4. Essential Minerals for healthy soil  Magnesium, Potassium and Calcium.

The best tools to use digging clay.

Cheap spades and forks are not much use when digging clay soil, the handles bend and break and the fork prongs bend, I have broken more than i care to remember.
 For just a few pounds more I recommend the spades and forks I have listed here, most good gardening equipment shops stock them or you can buy now from Amazon.

Don't try digging frozen, frosted or baked clay. It's impossible even with these tools.

Grit sand for breaking up and improving heavy clay soil.

It's extra work but worth spreading a one or two inch layer of grit sand across the clay soil before spreading the organic matter and digging the whole lot in at the same time. This will help break up even heavy clay soil. You will need to work at it over the years by repeating the process though. Baked clay is almost impossible to break up, rotivate or dig, it's easier to spread the organic matter and grit and wait until the worms have done some of the work for you.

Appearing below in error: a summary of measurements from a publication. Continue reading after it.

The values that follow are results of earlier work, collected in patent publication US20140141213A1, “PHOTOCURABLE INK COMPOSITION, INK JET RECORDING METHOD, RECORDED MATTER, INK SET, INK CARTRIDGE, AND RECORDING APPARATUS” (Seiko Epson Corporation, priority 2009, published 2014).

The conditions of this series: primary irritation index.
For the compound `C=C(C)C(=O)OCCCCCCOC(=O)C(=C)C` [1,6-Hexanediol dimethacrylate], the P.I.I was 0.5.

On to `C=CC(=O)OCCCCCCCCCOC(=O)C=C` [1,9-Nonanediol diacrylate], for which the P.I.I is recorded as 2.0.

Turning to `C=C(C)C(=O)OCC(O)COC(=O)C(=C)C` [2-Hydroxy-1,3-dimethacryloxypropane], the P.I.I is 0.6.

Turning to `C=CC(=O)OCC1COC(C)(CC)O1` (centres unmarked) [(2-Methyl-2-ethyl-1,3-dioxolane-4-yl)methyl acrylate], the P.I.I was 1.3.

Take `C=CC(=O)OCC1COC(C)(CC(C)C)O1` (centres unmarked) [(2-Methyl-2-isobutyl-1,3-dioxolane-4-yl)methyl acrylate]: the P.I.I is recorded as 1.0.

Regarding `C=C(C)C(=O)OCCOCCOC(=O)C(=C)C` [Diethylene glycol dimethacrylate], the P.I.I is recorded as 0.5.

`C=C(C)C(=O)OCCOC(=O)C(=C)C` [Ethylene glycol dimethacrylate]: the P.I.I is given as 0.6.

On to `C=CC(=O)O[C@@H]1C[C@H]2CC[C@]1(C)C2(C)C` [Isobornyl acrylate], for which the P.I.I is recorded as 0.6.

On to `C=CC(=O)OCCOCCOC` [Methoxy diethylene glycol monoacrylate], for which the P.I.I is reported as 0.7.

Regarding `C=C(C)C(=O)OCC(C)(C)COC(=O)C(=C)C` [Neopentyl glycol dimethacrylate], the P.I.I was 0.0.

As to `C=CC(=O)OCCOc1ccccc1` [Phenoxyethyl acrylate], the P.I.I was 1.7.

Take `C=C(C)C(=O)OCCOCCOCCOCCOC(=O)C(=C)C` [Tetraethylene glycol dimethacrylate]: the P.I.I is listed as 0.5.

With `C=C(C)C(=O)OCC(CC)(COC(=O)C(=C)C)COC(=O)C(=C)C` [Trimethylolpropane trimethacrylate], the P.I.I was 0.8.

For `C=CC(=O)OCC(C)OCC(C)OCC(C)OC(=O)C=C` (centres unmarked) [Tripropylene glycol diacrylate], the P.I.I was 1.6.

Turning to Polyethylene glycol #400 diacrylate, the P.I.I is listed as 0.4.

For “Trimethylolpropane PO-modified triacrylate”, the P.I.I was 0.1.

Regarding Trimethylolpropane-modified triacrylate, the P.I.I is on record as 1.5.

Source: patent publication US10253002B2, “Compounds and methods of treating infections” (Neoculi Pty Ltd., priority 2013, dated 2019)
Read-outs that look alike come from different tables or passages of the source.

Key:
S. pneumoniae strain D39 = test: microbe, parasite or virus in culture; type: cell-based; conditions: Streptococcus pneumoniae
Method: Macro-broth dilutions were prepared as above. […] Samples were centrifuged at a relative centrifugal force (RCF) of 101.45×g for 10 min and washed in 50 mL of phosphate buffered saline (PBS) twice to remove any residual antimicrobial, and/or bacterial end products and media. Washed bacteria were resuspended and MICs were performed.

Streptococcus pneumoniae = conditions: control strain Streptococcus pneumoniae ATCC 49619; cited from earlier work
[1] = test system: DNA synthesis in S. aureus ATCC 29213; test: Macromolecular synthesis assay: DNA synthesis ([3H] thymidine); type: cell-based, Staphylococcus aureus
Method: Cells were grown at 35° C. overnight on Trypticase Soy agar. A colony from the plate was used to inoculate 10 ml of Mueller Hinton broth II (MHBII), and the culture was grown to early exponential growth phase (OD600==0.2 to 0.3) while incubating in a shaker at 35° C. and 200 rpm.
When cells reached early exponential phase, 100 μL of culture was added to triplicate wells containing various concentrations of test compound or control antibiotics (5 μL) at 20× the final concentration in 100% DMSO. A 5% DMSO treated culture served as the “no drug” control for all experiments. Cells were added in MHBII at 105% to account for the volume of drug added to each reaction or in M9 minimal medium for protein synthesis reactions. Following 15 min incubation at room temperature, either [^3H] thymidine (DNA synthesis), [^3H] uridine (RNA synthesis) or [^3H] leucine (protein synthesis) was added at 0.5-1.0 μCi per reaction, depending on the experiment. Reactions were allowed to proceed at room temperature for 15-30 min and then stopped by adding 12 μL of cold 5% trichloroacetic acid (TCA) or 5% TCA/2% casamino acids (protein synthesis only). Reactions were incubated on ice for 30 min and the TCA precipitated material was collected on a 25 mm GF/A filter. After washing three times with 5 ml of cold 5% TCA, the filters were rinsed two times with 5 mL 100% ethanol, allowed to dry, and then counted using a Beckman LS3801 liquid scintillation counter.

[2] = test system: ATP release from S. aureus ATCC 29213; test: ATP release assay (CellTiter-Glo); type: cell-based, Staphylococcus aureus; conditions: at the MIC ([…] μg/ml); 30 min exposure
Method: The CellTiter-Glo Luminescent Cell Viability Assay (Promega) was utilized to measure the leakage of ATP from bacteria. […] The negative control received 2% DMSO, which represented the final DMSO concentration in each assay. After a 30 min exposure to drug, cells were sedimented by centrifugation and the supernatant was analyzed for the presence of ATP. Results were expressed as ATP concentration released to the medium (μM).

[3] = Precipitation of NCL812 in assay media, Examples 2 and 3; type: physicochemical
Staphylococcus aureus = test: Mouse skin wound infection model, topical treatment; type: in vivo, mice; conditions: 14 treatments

This is the Sharp Sand I use its composed of grains of rock,  with a high percentage of larger grain sizes making it ideal for improving clay soil. 
Bulk bags weigh a minimum of 800kg, cost under £70 inc delivery.
Do not use ordinary builders sand it will clog up the soil.